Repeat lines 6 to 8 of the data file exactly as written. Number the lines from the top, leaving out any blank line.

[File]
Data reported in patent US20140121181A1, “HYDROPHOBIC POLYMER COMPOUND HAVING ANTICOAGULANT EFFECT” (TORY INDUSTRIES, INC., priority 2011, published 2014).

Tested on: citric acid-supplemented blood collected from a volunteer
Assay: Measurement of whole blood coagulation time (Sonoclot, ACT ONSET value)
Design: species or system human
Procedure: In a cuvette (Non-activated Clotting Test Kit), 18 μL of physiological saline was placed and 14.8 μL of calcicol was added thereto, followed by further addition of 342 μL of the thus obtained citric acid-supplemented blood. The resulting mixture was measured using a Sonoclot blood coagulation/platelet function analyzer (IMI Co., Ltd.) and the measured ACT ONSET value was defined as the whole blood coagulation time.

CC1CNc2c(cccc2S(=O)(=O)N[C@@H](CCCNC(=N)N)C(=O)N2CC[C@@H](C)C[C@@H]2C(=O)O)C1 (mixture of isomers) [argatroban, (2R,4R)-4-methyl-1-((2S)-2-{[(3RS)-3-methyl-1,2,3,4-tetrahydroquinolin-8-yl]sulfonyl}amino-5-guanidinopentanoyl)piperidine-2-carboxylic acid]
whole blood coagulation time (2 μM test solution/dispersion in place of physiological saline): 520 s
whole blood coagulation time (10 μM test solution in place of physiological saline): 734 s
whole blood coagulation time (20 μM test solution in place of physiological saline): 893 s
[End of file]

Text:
CC1CNc2c(cccc2S(=O)(=O)N[C@@H](CCCNC(=N)N)C(=O)N2CC[C@@H](C)C[C@@H]2C(=O)O)C1 (mixture of isomers) [argatroban, (2R,4R)-4-methyl-1-((2S)-2-{[(3RS)-3-methyl-1,2,3,4-tetrahydroquinolin-8-yl]sulfonyl}amino-5-guanidinopentanoyl)piperidine-2-carboxylic acid]
whole blood coagulation time (2 μM test solution/dispersion in place of physiological saline): 520 s
whole blood coagulation time (10 μM test solution in place of physiological saline): 734 s